Tag Archives: Eucla

9 – The longest golf course in the world

It's a long haul

It’s a long haul

Apart from the photo stops along the Great Australian Bight the Nullarbor doesn’t have a huge amount to offer the casual tourist. But there is the longest golf course in the world. ย The course starts at Kalgoorlie and finishes at Ceduna, with putting greens established at roadhouses along the way. I got up before dawn to get you a picture of the green at Border Village in South Australia.

Border Kangaroo green

Border Kangaroo green

We left Border Village after breakfast, went through the checkpoint into Western Australia again and hit the road. The Nullarbor isn’t completely flat. The ancient shore line is evident here and there, and Eucla itself sits at the top of a rise. From up there the Southern Ocean is visible, just a few kilometres away.

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Please note Dave’s and Andy’s – important to know

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img_5148-2Unlike the railway, running some distance away inland, the highway doesn’t actually pass through much of the real Nullarbor. Which doesn’t mean to say it’s an exciting drive, just that you do see the occasional tree. We saw a few kites (the bird sort) and a couple of emus, but no camels or kangaroos or wombats. But the road signs are fun. Every now and then there’d be a sign warning about ‘roos, camels and wombats “for the next 198km”. We joked about whether the authorities had told the ‘roos, camels and wombats about the distance limit. If they did, the animals ignored them.

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Apparently there are longer straight roads, in Saudi Arabia and USA

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We stopped for coffee at a small roadhouse in the Madura Pass where the road manoeuvres its way over the remains of the cliffs from eons ago. Then on again, listening to Mozart because none of the radio stations had strong enough signals out here.

We reached Norseman at a reasonable hour, then turned left for the run down to Esperance on the south coast. The low-growing scrub was behind us. We drove through typical forest of the region, smallish mallee trees with open canopies and colourful trunks.ย  Spring with its famous wildflowers was in full swing in the West. The state has received good rainfall at the right time, so there’s a bumper season. Some of the usually dry lakes held water and puddles reflected the trees on both sides of the road. The pastures were lush and green and I’ll bet the sheep were enjoying the unusual bounty.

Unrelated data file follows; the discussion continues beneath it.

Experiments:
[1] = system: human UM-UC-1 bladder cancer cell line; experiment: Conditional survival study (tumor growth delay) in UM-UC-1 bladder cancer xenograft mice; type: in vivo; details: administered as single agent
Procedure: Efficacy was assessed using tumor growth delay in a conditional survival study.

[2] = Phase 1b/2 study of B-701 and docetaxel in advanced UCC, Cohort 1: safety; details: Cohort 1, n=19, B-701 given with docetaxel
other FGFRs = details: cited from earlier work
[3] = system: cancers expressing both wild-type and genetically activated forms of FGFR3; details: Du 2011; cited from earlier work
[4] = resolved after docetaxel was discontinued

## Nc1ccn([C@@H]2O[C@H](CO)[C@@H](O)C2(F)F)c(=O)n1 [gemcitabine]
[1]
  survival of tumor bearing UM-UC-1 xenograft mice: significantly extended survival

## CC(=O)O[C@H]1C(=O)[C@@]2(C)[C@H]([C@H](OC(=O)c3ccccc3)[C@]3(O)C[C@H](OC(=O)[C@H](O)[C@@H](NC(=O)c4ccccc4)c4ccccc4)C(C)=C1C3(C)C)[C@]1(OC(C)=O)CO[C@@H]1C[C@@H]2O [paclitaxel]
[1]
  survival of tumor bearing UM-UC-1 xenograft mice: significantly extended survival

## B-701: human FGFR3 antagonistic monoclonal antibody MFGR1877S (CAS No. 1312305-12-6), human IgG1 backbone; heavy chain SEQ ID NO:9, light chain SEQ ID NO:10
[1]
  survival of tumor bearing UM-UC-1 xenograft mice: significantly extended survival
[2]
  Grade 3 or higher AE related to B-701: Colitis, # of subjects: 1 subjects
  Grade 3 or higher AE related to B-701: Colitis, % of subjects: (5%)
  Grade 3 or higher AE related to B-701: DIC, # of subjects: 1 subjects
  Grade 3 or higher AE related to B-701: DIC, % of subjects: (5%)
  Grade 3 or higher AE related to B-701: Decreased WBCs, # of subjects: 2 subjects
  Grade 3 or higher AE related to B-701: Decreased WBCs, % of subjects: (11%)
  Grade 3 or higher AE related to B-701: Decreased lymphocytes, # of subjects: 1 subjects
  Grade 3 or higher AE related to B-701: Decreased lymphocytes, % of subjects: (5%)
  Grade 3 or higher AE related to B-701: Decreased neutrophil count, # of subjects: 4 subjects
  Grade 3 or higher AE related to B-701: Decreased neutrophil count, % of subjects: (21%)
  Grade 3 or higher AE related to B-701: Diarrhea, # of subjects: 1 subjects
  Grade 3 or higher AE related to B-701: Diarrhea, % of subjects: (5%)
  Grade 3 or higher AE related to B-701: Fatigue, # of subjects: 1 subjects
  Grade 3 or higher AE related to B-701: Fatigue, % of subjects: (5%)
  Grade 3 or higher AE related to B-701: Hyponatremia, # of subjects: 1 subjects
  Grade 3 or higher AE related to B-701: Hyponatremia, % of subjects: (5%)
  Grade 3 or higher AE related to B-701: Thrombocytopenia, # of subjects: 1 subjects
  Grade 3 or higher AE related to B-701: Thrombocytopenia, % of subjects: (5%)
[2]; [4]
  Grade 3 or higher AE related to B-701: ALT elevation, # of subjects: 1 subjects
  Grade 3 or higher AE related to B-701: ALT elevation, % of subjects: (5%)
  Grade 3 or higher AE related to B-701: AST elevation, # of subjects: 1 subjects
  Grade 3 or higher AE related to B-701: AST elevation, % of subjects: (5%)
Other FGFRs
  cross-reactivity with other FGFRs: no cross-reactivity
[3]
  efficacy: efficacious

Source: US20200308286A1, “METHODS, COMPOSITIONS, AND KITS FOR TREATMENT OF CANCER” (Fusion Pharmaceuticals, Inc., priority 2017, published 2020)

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Typical semi-desert forest. It has its own beauty.

We booked into a motel for the night, but it didn’t have a restaurant. The proprietor suggested a couple of places in town, but in the end we picked up some take away meals from a noodle house and took them back to our room to eat. Sometimes it’s the best way to go.

 

8 – Across the Nullarbor

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This is us, a little red triangle ๐Ÿ™‚

Ceduna to Norseman across the bottom of Australia is a long haul across (apparently) not much. There are a few road houses along the way, but that’s it. So we booked for the night at Border Village (which is a road house with motel style accommodation, and a caravan park) just on the South Australia /Western Australia border, not far from Eucla.

Ceduna to the border wasn’t a long haul, so we took the chance to add in a few side trips. Since we drove this road three years ago somebody has grabbed a brain and signposted places where you can get off the road and see the Great Australian Bight. They’ve built lookout platforms, and parking areas large enough for cars towing caravans โ€“ an excellent recognition of how many Australians are hitting the road. It’s for safety, too. Each little break might be a life saver.

The photo stops all showed a different view of the Bight. The first, and most spectacular, gave a great view of the cliffs marching away into the distance, with the Southern Ocean pounding their base. The second showed how the land had worn down, gentle slopes heading down to the cliffs, and the third was a more extreme example of the second.

The cliffs of the Bight

The cliffs of the Bight

A path to the cliff edge

A path to the cliff edge

There are beaches in places before the cliffs return

There are beaches in places before the cliffs return

Then we went to the old telegraph station near the coast from Eucla, crossing the border into WA, past the border patrol. They do a cursory search of vehicles, looking for fruit and honey. We didn’t have any, so we carried on. If we had carried fruit or honey, the items would have been confiscated and destroyed.

Sand engulfing everything in its path

Sand engulfing everything in its path

Give it a few more years and the old telegraph station will be buried

Give it a few more years and the old telegraph station will be buried

The telegraph used to be the reason for the road โ€“ connecting Western Australia with the East. The original telegraph station was close to the beach because it was supplied by sea. There’s an old jetty there, but I didn’t get that far. When the telegraph station was relocated the old telegraph station started to disappear, engulfed by sand. In a hundred years I reckon you’ll see no trace.

A mother carrying a joey

A mother carrying a joey

On the way back from the telegraph station we encountered a mob of roos in the scrub. We might think it’s ugly desert land, but for them it’s home. They’re quite hard to see.

We went back over the border to our accommodation, but decided we’d fill up at Eucla because the diesel was nine cents a litre cheaper.

Next morning was going to be a big drive, because we were going to Esperance โ€“ something like 930km.